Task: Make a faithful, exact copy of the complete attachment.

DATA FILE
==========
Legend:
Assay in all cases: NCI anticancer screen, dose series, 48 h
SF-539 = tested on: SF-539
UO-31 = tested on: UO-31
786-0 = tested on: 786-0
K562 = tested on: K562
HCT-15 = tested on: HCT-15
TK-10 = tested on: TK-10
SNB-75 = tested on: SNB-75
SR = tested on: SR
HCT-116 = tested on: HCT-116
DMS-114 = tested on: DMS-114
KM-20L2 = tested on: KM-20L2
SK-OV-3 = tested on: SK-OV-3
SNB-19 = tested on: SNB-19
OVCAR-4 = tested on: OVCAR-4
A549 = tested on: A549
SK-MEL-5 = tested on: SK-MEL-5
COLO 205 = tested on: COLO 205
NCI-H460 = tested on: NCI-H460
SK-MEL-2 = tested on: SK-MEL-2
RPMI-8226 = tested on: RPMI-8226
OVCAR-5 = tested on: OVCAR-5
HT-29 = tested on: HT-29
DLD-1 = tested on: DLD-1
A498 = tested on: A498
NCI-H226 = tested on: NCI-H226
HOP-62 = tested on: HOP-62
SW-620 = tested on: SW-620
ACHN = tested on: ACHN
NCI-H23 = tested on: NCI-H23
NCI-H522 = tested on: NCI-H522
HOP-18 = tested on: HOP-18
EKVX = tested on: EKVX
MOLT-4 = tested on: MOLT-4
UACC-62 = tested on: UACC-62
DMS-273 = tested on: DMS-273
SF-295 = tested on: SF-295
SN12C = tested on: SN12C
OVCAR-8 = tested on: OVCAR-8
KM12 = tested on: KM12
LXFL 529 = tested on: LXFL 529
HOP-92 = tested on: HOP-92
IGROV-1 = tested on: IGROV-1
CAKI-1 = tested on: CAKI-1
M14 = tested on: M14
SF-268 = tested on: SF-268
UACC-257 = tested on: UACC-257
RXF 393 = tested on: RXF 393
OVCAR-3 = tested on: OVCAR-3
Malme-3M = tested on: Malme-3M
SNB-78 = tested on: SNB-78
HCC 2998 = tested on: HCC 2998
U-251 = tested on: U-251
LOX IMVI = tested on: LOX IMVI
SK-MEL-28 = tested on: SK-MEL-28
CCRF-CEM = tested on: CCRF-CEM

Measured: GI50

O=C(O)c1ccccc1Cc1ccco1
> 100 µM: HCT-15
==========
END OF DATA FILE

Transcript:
Legend:
Assay in all cases: NCI anticancer screen, dose series, 48 h
SF-539 = tested on: SF-539
UO-31 = tested on: UO-31
786-0 = tested on: 786-0
K562 = tested on: K562
HCT-15 = tested on: HCT-15
TK-10 = tested on: TK-10
SNB-75 = tested on: SNB-75
SR = tested on: SR
HCT-116 = tested on: HCT-116
DMS-114 = tested on: DMS-114
KM-20L2 = tested on: KM-20L2
SK-OV-3 = tested on: SK-OV-3
SNB-19 = tested on: SNB-19
OVCAR-4 = tested on: OVCAR-4
A549 = tested on: A549
SK-MEL-5 = tested on: SK-MEL-5
COLO 205 = tested on: COLO 205
NCI-H460 = tested on: NCI-H460
SK-MEL-2 = tested on: SK-MEL-2
RPMI-8226 = tested on: RPMI-8226
OVCAR-5 = tested on: OVCAR-5
HT-29 = tested on: HT-29
DLD-1 = tested on: DLD-1
A498 = tested on: A498
NCI-H226 = tested on: NCI-H226
HOP-62 = tested on: HOP-62
SW-620 = tested on: SW-620
ACHN = tested on: ACHN
NCI-H23 = tested on: NCI-H23
NCI-H522 = tested on: NCI-H522
HOP-18 = tested on: HOP-18
EKVX = tested on: EKVX
MOLT-4 = tested on: MOLT-4
UACC-62 = tested on: UACC-62
DMS-273 = tested on: DMS-273
SF-295 = tested on: SF-295
SN12C = tested on: SN12C
OVCAR-8 = tested on: OVCAR-8
KM12 = tested on: KM12
LXFL 529 = tested on: LXFL 529
HOP-92 = tested on: HOP-92
IGROV-1 = tested on: IGROV-1
CAKI-1 = tested on: CAKI-1
M14 = tested on: M14
SF-268 = tested on: SF-268
UACC-257 = tested on: UACC-257
RXF 393 = tested on: RXF 393
OVCAR-3 = tested on: OVCAR-3
Malme-3M = tested on: Malme-3M
SNB-78 = tested on: SNB-78
HCC 2998 = tested on: HCC 2998
U-251 = tested on: U-251
LOX IMVI = tested on: LOX IMVI
SK-MEL-28 = tested on: SK-MEL-28
CCRF-CEM = tested on: CCRF-CEM

Measured: GI50

O=C(O)c1ccccc1Cc1ccco1
> 100 µM: HCT-15